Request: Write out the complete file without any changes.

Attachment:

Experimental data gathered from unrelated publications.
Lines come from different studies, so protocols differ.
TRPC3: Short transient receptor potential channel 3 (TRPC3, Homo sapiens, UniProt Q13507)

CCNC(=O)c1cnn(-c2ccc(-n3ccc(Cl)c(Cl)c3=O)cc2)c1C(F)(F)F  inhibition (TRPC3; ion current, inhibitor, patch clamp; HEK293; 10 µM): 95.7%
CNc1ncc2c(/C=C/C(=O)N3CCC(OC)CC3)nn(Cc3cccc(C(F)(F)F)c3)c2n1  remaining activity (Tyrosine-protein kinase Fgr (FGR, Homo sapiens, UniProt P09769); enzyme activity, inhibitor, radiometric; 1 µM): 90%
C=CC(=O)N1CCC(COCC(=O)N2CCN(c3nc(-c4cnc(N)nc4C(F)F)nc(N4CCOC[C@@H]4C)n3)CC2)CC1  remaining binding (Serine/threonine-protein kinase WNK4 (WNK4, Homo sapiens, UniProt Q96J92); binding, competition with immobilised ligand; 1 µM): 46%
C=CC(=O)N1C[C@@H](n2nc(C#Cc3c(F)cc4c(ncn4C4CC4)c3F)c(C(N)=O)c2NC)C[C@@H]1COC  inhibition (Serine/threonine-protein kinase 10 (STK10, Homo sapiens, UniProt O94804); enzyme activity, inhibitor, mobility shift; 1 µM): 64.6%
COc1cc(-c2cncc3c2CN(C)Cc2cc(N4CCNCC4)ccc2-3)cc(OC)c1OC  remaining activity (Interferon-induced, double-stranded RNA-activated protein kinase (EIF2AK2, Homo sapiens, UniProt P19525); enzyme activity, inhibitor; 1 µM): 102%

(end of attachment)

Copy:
Experimental data gathered from unrelated publications.
Lines come from different studies, so protocols differ.
TRPC3: Short transient receptor potential channel 3 (TRPC3, Homo sapiens, UniProt Q13507)

CCNC(=O)c1cnn(-c2ccc(-n3ccc(Cl)c(Cl)c3=O)cc2)c1C(F)(F)F  inhibition (TRPC3; ion current, inhibitor, patch clamp; HEK293; 10 µM): 95.7%
CNc1ncc2c(/C=C/C(=O)N3CCC(OC)CC3)nn(Cc3cccc(C(F)(F)F)c3)c2n1  remaining activity (Tyrosine-protein kinase Fgr (FGR, Homo sapiens, UniProt P09769); enzyme activity, inhibitor, radiometric; 1 µM): 90%
C=CC(=O)N1CCC(COCC(=O)N2CCN(c3nc(-c4cnc(N)nc4C(F)F)nc(N4CCOC[C@@H]4C)n3)CC2)CC1  remaining binding (Serine/threonine-protein kinase WNK4 (WNK4, Homo sapiens, UniProt Q96J92); binding, competition with immobilised ligand; 1 µM): 46%
C=CC(=O)N1C[C@@H](n2nc(C#Cc3c(F)cc4c(ncn4C4CC4)c3F)c(C(N)=O)c2NC)C[C@@H]1COC  inhibition (Serine/threonine-protein kinase 10 (STK10, Homo sapiens, UniProt O94804); enzyme activity, inhibitor, mobility shift; 1 µM): 64.6%
COc1cc(-c2cncc3c2CN(C)Cc2cc(N4CCNCC4)ccc2-3)cc(OC)c1OC  remaining activity (Interferon-induced, double-stranded RNA-activated protein kinase (EIF2AK2, Homo sapiens, UniProt P19525); enzyme activity, inhibitor; 1 µM): 102%